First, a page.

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School bus crash: ‘Everyone just started crying’

    Authorities work the scene of an accident involving two school buses that collided in Knoxville, Tenn., Tuesday, Dec. 2, 2014, injuring at least 20 people.
    Emergency personnel close off the scene where two school buses serving Chilhowee Intermediate School and Sunnyview Primary School crashed in Knoxville, Tenn., Tuesday, Dec. 2, 2014.

KNOXVILLE, Tenn. >> A student aboard one of two Tennessee school buses that crashed, killing two children and an adult, said she feared for her life as passengers were thrown from their seats and she tried to comfort fellow children who were scared, confused and hurt.

"Everyone just started crying, so I went over there hugging Lexi, my friend," fifth-grader Joy Reinmann told WBIR-TV ( "Her nose was bleeding and her lip, and oh my gosh, everyone was just crying. So I went and hugged everyone."

A preliminary investigation of Tuesday’s crash found that the buses were traveling in opposite directions on the Asheville Highway when the driver of a bus carrying children home from an intermediate school made a sudden left turn across the concrete median and crashed into the other bus.

The second bus, taking children home from a primary school, flipped onto its side. Three people in that bus died, and another three suffered serious injuries.

The National Transportation Safety Board said Wednesday that it was sending investigators to the scene.

Also Wednesday, police identified the two children and teacher’s aide who were killed as Zykia Burns and Seraya Glasper, both 7, and Kimberly Riddle, 46.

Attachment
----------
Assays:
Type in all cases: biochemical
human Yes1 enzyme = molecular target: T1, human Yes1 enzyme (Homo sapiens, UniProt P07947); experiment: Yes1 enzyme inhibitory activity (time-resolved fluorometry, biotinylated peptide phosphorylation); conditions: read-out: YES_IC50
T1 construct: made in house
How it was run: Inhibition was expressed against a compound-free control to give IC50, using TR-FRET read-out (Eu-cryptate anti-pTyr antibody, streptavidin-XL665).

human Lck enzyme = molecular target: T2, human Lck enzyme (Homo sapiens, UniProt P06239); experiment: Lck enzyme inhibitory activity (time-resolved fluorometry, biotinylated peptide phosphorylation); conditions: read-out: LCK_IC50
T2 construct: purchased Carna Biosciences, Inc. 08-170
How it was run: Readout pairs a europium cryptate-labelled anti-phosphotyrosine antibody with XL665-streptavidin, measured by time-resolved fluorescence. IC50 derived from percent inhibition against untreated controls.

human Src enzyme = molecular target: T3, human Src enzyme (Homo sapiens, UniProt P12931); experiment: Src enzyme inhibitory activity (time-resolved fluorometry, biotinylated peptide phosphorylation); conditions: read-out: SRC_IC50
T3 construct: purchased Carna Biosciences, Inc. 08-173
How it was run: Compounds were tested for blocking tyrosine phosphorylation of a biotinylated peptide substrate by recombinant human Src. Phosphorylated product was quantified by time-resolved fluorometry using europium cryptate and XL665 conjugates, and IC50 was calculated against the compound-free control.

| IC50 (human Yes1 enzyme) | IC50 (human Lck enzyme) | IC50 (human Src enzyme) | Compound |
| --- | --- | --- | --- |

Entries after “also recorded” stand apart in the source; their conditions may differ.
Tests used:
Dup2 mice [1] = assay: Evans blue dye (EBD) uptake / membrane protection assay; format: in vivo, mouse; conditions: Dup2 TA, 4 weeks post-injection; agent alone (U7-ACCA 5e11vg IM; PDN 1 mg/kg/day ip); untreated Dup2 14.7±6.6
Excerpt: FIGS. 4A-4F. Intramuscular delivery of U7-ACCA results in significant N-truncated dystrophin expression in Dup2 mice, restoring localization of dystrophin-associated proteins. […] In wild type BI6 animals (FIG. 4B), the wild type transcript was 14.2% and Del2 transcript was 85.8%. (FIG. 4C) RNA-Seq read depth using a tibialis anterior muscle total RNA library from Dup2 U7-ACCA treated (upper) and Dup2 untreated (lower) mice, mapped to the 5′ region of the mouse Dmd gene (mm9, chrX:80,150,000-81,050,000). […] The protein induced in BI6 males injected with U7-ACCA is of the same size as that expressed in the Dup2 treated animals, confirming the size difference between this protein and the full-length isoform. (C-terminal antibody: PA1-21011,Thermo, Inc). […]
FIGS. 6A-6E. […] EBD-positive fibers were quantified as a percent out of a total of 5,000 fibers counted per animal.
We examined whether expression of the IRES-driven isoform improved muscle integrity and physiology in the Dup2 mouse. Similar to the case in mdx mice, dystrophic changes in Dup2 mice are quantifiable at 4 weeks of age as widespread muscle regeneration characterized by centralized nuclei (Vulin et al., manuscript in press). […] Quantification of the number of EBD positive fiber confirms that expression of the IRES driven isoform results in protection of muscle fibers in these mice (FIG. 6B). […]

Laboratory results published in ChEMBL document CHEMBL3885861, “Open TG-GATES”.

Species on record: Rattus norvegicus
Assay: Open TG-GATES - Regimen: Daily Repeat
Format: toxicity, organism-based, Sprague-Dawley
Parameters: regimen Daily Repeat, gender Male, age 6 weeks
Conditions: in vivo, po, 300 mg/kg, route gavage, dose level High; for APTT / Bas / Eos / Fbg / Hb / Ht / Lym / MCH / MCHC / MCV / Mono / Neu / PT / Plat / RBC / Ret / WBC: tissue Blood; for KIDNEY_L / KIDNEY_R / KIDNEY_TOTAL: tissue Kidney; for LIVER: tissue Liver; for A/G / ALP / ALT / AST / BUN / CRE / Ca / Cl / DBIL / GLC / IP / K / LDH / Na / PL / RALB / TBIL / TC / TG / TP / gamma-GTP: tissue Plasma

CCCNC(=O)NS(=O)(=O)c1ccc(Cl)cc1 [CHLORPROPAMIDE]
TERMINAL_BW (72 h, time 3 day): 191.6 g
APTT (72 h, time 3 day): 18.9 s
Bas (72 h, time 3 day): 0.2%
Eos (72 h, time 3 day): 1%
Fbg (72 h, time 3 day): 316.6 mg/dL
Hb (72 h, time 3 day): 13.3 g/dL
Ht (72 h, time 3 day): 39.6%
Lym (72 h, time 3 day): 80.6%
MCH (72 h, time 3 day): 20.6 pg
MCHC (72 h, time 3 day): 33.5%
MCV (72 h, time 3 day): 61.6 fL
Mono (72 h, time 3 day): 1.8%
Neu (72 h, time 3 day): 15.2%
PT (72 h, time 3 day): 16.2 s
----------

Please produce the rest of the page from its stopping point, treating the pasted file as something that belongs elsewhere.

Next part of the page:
An additional 27 people were injured.

Police identified the most seriously injured children as Jaden Allen and Jada Parman, both 7. They were taken to the University of Tennessee Medical Center along with the driver of the first bus, James Davenport, 47.

Six of the hospital’s eight patients have been discharged, spokesman Jim Ragonese said. A seventh, identified by police as a 7-year-old girl, is in stable condition, he said. No information was given on the eighth patient.

Other children were taken to the East Tennessee Children’s Hospital for what Knoxville Police Chief David Rausch described as "bumps and scrapes."

Joy Reinmann was among those with minor injuries. She ended up with a black eye, but her mother said she knows it could have been much worse.

"I’m relieved, I’m so relieved. I couldn’t imagine her not with me anymore," her mother, Joline, said.

Knox County Schools Superintendent Dr. Jim McIntyre fought back tears at a news conference. "This is an unspeakable tragedy," he said. "This is what we work every day to try to prevent."

Class was not being held Wednesday at either of the involved schools — Chilhowee Intermediate, third to fifth grades, and Sunnyview Primary, kindergarten to second grade — but counselors were available for students or families.

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